Beautifully-preserved wrecks of the ships which held the mighty Ottoman Empire together have been discovered during a climate-survey of the Black Sea bed.
An international team led by Southampton University’s Professor Jon Adams has found over 40 wrecks from the Ottoman, Byzantine and Roman periods using state-of-the-art underwater ROVs (Remotely Operated Vehicles).
The stunning remains were filmed and mapped in 3D photogrammetry* as an incidental part of geophysical surveys to find out how rising water-levels affected human beings in the Bulgarian area of the Black Sea after the last Ice Age (around 9,700 BC.). During its long existence, from AD 1300-1923, the Ottoman Empire controlled much of the land surrounding the Black Sea.
Says Professor Jon Adams: “The wrecks are a complete bonus, but a fascinating discovery. They are astonishingly well- preserved due to the absence of oxygen in the Black Sea below 150 metres.”
“The primary focus of this study is to detect former land surfaces below the sea-bed, take core samples, and date them, so as to build up a palaeo-environmental study of Black Sea prehistory.”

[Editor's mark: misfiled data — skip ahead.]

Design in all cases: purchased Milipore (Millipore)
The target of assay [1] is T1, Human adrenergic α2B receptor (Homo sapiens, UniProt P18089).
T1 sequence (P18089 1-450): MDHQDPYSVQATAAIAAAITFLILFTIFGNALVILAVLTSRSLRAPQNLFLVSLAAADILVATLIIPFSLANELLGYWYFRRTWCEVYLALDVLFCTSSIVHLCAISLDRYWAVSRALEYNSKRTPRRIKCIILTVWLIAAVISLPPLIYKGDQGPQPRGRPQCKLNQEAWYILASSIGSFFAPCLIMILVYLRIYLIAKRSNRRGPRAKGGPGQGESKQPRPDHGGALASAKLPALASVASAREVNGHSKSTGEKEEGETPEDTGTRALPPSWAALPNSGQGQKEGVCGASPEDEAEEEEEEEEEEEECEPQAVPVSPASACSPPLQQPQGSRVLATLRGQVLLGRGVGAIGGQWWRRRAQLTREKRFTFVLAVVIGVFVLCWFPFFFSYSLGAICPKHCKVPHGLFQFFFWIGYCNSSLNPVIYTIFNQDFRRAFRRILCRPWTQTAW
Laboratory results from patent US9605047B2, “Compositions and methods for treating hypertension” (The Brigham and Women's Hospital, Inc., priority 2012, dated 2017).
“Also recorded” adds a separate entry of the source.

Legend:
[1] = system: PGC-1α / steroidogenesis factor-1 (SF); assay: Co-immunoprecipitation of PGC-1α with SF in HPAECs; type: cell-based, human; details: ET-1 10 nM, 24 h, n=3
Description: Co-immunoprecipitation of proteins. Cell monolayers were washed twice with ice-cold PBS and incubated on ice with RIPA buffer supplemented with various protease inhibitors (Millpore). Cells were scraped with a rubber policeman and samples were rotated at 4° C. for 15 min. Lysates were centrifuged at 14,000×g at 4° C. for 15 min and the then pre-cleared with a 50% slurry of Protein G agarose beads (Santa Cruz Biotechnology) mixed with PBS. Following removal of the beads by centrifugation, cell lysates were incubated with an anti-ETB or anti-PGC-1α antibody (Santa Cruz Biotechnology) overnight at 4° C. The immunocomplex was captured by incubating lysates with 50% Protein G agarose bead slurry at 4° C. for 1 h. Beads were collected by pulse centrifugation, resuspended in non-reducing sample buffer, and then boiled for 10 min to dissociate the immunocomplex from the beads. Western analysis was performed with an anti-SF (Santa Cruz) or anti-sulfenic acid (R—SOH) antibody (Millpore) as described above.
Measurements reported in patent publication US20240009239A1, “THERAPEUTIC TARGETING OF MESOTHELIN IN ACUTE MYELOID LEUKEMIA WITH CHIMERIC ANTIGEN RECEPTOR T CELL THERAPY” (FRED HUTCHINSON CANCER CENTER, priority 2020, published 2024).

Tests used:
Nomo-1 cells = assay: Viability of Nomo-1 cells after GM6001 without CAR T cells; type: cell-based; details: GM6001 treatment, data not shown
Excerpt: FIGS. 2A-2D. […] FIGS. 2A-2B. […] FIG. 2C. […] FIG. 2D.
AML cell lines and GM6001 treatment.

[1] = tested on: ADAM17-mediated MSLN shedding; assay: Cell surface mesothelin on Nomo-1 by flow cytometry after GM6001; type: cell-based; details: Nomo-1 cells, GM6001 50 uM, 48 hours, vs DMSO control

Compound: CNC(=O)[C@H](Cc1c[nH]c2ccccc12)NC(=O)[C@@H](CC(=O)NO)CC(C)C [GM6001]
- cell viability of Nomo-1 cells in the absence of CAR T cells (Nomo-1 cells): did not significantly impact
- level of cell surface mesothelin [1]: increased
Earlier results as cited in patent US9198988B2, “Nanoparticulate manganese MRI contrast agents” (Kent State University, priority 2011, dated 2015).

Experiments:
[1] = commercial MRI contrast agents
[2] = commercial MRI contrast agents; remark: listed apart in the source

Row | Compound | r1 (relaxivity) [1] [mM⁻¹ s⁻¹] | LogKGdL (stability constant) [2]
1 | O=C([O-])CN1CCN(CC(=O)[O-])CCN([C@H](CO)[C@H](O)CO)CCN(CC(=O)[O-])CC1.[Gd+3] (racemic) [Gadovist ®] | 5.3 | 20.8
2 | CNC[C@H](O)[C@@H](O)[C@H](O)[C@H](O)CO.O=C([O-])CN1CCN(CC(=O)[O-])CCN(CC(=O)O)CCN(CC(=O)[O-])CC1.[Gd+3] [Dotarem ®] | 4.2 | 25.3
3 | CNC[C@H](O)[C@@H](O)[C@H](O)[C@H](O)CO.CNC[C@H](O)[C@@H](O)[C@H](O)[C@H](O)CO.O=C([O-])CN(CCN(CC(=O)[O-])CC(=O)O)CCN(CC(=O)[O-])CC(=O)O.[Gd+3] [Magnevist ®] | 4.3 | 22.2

“Using the very latest recording techniques for underwater structures, we’ve been able to capture some astonishing images without disturbing the sea bed. We are now among the very best exponents of this methodology, and certainly no-one else has achieved models of this completeness on shipwrecks at these depths.”
“One of our ROVs set new records for depth – 1,800 metres – and sustained speed- 6+knots-covering a distance of 1,250 km during the survey.”
The Black Sea MAP (Marine Archaeology Project) was funded by the Expedition and Education Foundation (EEF). It confirms Southampton’s supremacy where marine archaeology is concerned, and brings it together with leading academics from Bulgaria, Sweden, America and Greece.
It will take years for so many wrecks to yield all their secrets, but already experts can tell the finds will take us well beyond our present – largely written – sources for this period.
Main picture: a shipwreck from the Ottoman period discovered in 300m of water. Many of its timbers are carved. This image is a photogrammetric model created from photographs taken by cameras on the ROV, rendered with light sources (Credit: EEF, Black Sea MAP).
*Photogrammetry is a process which constructs a 3D model by computing the position of any feature which is visible in any two adjacent images. Software built the models by computing the position of millions of points in space, taking many days on six of the world’s fastest computers.